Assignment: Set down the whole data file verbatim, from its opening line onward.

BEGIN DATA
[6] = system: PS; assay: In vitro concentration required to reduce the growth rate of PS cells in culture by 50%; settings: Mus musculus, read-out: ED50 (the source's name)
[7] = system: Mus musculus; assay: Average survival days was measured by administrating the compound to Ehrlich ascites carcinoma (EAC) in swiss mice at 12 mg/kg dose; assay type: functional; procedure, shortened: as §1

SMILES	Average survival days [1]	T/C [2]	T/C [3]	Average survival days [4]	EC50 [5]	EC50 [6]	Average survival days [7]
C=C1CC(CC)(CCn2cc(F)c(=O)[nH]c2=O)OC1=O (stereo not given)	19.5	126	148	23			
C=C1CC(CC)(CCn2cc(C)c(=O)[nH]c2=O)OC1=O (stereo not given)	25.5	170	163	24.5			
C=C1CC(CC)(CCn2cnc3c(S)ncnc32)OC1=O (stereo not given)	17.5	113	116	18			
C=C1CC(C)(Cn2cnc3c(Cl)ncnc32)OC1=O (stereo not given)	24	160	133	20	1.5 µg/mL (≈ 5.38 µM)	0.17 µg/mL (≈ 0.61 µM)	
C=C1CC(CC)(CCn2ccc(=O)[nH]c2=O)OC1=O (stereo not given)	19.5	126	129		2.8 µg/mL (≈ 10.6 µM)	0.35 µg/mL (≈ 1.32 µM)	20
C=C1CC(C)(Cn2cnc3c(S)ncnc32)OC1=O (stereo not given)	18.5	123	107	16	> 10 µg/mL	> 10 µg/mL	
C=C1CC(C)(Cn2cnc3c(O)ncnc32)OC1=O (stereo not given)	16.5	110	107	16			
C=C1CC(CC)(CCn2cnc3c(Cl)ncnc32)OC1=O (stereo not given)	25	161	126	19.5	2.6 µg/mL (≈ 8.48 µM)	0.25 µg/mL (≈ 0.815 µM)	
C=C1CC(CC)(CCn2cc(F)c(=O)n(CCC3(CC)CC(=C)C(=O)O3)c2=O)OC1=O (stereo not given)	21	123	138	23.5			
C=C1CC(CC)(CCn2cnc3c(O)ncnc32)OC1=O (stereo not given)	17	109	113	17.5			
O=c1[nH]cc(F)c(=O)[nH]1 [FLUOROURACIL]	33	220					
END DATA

[6] = system: PS; assay: In vitro concentration required to reduce the growth rate of PS cells in culture by 50%; settings: Mus musculus, read-out: ED50 (the source's name)
[7] = system: Mus musculus; assay: Average survival days was measured by administrating the compound to Ehrlich ascites carcinoma (EAC) in swiss mice at 12 mg/kg dose; assay type: functional; procedure, shortened: as §1

SMILES	Average survival days [1]	T/C [2]	T/C [3]	Average survival days [4]	EC50 [5]	EC50 [6]	Average survival days [7]
C=C1CC(CC)(CCn2cc(F)c(=O)[nH]c2=O)OC1=O (stereo not given)	19.5	126	148	23			
C=C1CC(CC)(CCn2cc(C)c(=O)[nH]c2=O)OC1=O (stereo not given)	25.5	170	163	24.5			
C=C1CC(CC)(CCn2cnc3c(S)ncnc32)OC1=O (stereo not given)	17.5	113	116	18			
C=C1CC(C)(Cn2cnc3c(Cl)ncnc32)OC1=O (stereo not given)	24	160	133	20	1.5 µg/mL (≈ 5.38 µM)	0.17 µg/mL (≈ 0.61 µM)	
C=C1CC(CC)(CCn2ccc(=O)[nH]c2=O)OC1=O (stereo not given)	19.5	126	129		2.8 µg/mL (≈ 10.6 µM)	0.35 µg/mL (≈ 1.32 µM)	20
C=C1CC(C)(Cn2cnc3c(S)ncnc32)OC1=O (stereo not given)	18.5	123	107	16	> 10 µg/mL	> 10 µg/mL	
C=C1CC(C)(Cn2cnc3c(O)ncnc32)OC1=O (stereo not given)	16.5	110	107	16			
C=C1CC(CC)(CCn2cnc3c(Cl)ncnc32)OC1=O (stereo not given)	25	161	126	19.5	2.6 µg/mL (≈ 8.48 µM)	0.25 µg/mL (≈ 0.815 µM)	
C=C1CC(CC)(CCn2cc(F)c(=O)n(CCC3(CC)CC(=C)C(=O)O3)c2=O)OC1=O (stereo not given)	21	123	138	23.5			
C=C1CC(CC)(CCn2cnc3c(O)ncnc32)OC1=O (stereo not given)	17	109	113	17.5			
O=c1[nH]cc(F)c(=O)[nH]1 [FLUOROURACIL]	33	220					